… so I was in the little village of Laceby a few weeks back having our Mini serviced and I was approached by a chap who’d clearly come out of the service yard. He told me that he and his wife were very disappointed that I wasn’t at the Lincolnshire Food & Gift Fair last year as they’d turned up especially to see me. It’s hard to know what to say in situations like this – I love what I do and writing a blog is a platform that by its very nature is out in the public domain, but there’s an element of anonymity provided by the internet. When it comes to food-demoing you’re very much out there. People can see who you are, how you work and, most importantly, can actually taste your food then and there. Of course this doesn’t really worry me as I really enjoy the live aspect of it all and it really thrills me when people feed-back that they’ve looked forward to me being somewhere or that they’ve gone away and cooked my food is always surprising and rather humbling.
So the point to this all is, is that I’m back at the show and demo-cooking in The Lincolnshire Kitchen, which is very exciting. I love this show! It celebrates everything I love about gifting; firstly, there’s my love for Christmas itself. It’s quite simply my favourite time of year – there’s just so much joy around. Time for family and friends and eating wonderful food and the Lincolnshire Food & Gift Fair really reflects this.. I mean, two halls filled with Christmas! Secondly is all the artisan producers creating beautiful things that clearly show the love in the making and therefore make the gift all the more special. The fair brings all these brilliant people together under one roof, from cheese makers to candle makers and everything in between.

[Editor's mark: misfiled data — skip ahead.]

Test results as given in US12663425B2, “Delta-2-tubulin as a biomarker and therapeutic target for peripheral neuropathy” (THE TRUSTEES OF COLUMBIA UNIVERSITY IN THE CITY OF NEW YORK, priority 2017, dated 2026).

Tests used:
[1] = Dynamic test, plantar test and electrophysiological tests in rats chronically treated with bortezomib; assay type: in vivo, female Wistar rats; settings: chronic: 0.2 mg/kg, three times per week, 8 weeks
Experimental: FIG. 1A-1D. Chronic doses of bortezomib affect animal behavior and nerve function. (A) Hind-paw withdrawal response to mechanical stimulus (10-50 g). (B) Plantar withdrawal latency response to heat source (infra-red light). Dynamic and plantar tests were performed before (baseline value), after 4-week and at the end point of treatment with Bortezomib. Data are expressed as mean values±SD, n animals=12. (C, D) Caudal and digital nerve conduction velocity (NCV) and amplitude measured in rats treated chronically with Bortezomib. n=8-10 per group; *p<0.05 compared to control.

As one of the demo-cooks I’m also really privileged as we get to cook with some of the gorgeous produce. I know I have my eye on some very scrumptious looking festive mincemeat from Saints and Sinners Preserves to use in the special frangipane mince pie tarts I’ll be making. Last time I was there I made my Christmas Cake Brownies, which went down really well but they’re a breeze to make and I always like to challenge myself – especially when I’m in front of a live audience. This year’s recipe is a twist on the classic mince pie, jazzing it up a little with a very special shortcrust pastry which I will be latticing on top of the tart so if you’ve ever wondered how to create that lovely lattice look, or just want to come along to see me making a mess of things, then do feel free to pop along… the show is at the beautiful Lincoln Show Ground and is on the 26th and 27th November… now, talking of lattice…